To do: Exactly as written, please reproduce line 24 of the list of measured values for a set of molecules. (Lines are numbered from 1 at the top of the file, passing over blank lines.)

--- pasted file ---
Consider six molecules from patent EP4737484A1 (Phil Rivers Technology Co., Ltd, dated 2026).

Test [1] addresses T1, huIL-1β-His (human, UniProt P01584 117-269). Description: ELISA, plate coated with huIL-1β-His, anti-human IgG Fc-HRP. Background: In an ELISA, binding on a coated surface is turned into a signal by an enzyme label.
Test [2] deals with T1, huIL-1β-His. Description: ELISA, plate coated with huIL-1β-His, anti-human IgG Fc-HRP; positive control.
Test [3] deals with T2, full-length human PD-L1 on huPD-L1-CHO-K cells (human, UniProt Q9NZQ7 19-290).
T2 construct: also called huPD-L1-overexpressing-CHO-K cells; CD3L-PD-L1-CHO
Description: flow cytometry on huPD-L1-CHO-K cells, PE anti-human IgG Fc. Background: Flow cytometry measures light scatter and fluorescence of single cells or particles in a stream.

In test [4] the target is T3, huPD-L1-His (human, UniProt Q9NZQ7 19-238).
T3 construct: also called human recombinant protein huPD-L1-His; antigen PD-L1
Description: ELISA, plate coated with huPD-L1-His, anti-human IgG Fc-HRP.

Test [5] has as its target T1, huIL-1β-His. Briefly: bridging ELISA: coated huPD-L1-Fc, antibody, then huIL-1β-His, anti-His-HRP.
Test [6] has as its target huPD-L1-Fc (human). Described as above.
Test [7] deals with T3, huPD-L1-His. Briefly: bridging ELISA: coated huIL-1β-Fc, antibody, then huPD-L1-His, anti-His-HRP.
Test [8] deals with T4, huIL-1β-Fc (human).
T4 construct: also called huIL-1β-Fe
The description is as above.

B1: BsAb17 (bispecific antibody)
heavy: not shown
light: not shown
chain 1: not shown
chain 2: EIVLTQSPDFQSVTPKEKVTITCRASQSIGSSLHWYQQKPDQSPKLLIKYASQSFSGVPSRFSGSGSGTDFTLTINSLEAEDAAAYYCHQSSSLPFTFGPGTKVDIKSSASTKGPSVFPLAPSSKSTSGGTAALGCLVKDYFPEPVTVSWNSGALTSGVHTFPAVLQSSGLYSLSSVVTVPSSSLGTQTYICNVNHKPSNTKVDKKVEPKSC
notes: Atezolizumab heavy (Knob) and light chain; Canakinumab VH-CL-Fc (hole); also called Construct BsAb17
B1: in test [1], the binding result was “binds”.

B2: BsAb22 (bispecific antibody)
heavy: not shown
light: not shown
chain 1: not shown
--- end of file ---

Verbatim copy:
heavy: not shown